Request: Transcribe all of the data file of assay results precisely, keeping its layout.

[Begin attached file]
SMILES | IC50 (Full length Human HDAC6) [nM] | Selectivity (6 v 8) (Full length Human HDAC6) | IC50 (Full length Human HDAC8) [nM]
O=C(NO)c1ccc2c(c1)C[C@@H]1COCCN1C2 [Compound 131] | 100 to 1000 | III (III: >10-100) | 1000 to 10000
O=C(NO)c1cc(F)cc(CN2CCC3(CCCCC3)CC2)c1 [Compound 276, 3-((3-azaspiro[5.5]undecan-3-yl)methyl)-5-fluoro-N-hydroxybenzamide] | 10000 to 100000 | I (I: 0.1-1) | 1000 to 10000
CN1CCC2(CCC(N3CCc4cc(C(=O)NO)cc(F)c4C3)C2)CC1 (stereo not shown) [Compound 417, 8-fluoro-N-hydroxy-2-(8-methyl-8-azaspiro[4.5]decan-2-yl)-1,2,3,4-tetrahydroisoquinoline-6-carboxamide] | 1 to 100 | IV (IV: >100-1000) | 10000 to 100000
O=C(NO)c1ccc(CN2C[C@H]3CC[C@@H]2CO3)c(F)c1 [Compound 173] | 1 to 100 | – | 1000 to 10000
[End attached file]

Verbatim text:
SMILES | IC50 (Full length Human HDAC6) [nM] | Selectivity (6 v 8) (Full length Human HDAC6) | IC50 (Full length Human HDAC8) [nM]
O=C(NO)c1ccc2c(c1)C[C@@H]1COCCN1C2 [Compound 131] | 100 to 1000 | III (III: >10-100) | 1000 to 10000
O=C(NO)c1cc(F)cc(CN2CCC3(CCCCC3)CC2)c1 [Compound 276, 3-((3-azaspiro[5.5]undecan-3-yl)methyl)-5-fluoro-N-hydroxybenzamide] | 10000 to 100000 | I (I: 0.1-1) | 1000 to 10000
CN1CCC2(CCC(N3CCc4cc(C(=O)NO)cc(F)c4C3)C2)CC1 (stereo not shown) [Compound 417, 8-fluoro-N-hydroxy-2-(8-methyl-8-azaspiro[4.5]decan-2-yl)-1,2,3,4-tetrahydroisoquinoline-6-carboxamide] | 1 to 100 | IV (IV: >100-1000) | 10000 to 100000
O=C(NO)c1ccc(CN2C[C@H]3CC[C@@H]2CO3)c(F)c1 [Compound 173] | 1 to 100 | – | 1000 to 10000